# acolumns environment modifies columns widths

Using the acolumns environment from this question I discovered that the horizontal alignment of the columns is modified in same way. I'm using it for a poster and the difference becomes quite notable. This example should show the vertical misalignment between blocks

\documentclass{beamer}

\usecolortheme{rose}

\usepackage{environ}% Required for \NewEnviron, i.e. to read the whole body of the environment
\makeatletter

\newcounter{acolumn}%  Number of current column
\newlength{\acolumnmaxheight}%   Maximum column height

% column replacement to measure height
\newenvironment{@acolumn}[1]{%
\stepcounter{acolumn}%
\begin{lrbox}{\@tempboxa}%
\begin{minipage}{#1}%
}{%
\end{minipage}
\end{lrbox}
\@tempdimc=\dimexpr\ht\@tempboxa+\dp\@tempboxa\relax
% Save height of this column:
\expandafter\xdef\csname acolumn@height@\roman{acolumn}\endcsname{\the\@tempdimc}%
% Save maximum height
\ifdim\@tempdimc>\acolumnmaxheight
\global\acolumnmaxheight=\@tempdimc
\fi
}

% column wrapper which sets the height beforehand
\newenvironment{@@acolumn}[1]{%
\stepcounter{acolumn}%
% The \autoheight macro contains a \vspace macro with the maximum height minus the natural column height
\edef\autoheight{\noexpand\vspace*{\dimexpr\acolumnmaxheight-\csname acolumn@height@\roman{acolumn}\endcsname\relax}}%
% Call original column:
\begin{orig@column}{#1}%
}{%
\end{orig@column}%
}

% Save orignal column environment away
\let\orig@column\column
\let\endorig@column\endcolumn

% columns variant with automatic height adjustment
\NewEnviron{acolumns}[1][]{%
% Init vars:
\setcounter{acolumn}{0}%
\setlength{\acolumnmaxheight}{0pt}%
\def\autoheight{\vspace*{0pt}}%
% Set column environment to special measuring environment
\let\column\@acolumn
\let\endcolumn\end@acolumn
\BODY% measure heights
% Reset counter for second processing round
\setcounter{acolumn}{0}%
% Set column environment to wrapper
\let\column\@@acolumn
\let\endcolumn\end@@acolumn
% Finally process columns now for real
\begin{columns}[#1]%
\BODY
\end{columns}%
}
\makeatother

\begin{document}
\begin{frame}{A frame}
\begin{acolumns}[t]
\begin{column}{0.5\linewidth}
\begin{block}{A block}
Hello
\autoheight
\end{block}
\end{column}
\begin{column}{0.5\linewidth}
\begin{block}{Another block}
This one has a larger height since it has an itemize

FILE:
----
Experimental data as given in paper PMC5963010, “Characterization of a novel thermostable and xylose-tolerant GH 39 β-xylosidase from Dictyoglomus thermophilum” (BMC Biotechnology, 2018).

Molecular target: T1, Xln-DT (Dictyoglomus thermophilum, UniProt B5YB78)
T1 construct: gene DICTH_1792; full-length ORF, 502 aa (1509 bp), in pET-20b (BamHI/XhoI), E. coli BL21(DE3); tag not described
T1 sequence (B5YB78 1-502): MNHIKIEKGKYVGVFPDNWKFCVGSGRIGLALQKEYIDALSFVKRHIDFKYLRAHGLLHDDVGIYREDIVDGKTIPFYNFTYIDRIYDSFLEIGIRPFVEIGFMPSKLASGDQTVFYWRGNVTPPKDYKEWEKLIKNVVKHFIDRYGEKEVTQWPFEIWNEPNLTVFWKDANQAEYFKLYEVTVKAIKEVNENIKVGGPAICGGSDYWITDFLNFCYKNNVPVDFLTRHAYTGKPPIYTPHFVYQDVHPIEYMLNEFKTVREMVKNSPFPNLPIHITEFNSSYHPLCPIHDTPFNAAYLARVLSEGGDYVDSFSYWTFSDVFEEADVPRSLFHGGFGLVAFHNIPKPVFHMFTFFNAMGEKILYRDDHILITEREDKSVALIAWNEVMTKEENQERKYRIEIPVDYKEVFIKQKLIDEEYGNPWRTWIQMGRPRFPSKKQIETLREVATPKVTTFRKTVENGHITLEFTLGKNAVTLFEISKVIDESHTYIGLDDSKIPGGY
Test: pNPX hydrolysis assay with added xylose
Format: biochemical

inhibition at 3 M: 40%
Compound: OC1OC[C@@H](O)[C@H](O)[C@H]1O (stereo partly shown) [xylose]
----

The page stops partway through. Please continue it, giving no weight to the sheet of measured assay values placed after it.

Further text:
\begin{itemize}
\item item a
\end{itemize}
\autoheight
\end{block}
\end{column}
\end{acolumns}

\begin{columns}[t]
\begin{column}{0.5\linewidth}
\begin{block}{A block}
Hello
\end{block}
\end{column}
\begin{column}{0.5\linewidth}
\begin{block}{Another block}
This one has a larger height since it has an itemize
\begin{itemize}
\item item a
\end{itemize}
\end{block}
\end{column}
\end{columns}
\end{frame}

\end{document}


is there some spurious space that introduces it?

EDIT

\usepackage{tikz}
%...

\tikz[remember picture,overlay] \draw [red,xshift=1em] (current page.north west) ++(1em,0) |- (current page.south west);


at the end of the frame to better see the misalignment.

upper left block crosses the red line, bottom one doesn't!

-
The two blocks on the left appear to be vertically aligned with the two blocks on the right. Can you add some more detail as to exactly what the problem is -- perhaps with an image that shows it. –  Peter Grill May 4 '12 at 15:21
i'm sorry, i meant to say that the horizontal alignment between the top left and the bottom left (and between top right and bottom right) is wrong –  capitalaslash May 4 '12 at 16:02
There are two spurious spaces in the code around lines 18 and 19:  \end{minipage}%<< \end{lrbox}%<<  but I couldn't work out where you are seeing the bad alignment so I don't know if this fixes anything –  David Carlisle May 4 '12 at 16:08
If you add a % on line 74: end{column}% the horizontal alignment seems fine. Is this what you are referring to? –  Peter Grill May 4 '12 at 16:27
yeah, that's it! why do i need to add that % only for the acolumns environment? where's the spurious space? –  capitalaslash May 4 '12 at 17:13

You should change

    % Call original column:
\begin{orig@column}{#1}%
}{%
\end{orig@column}%
}


to

    % Call original column:
\orig@column{#1}%
}{%
\endorig@column
}


The inner environment defeats latex's space gobbling code. You could re-insert it by using \ignorespacesafterend at the end of the end code, but just not using teh inner environment is simpler.

-
Thanks David, for figuring the issue out. I now updated my original code accordantly. –  Martin Scharrer May 7 '12 at 10:10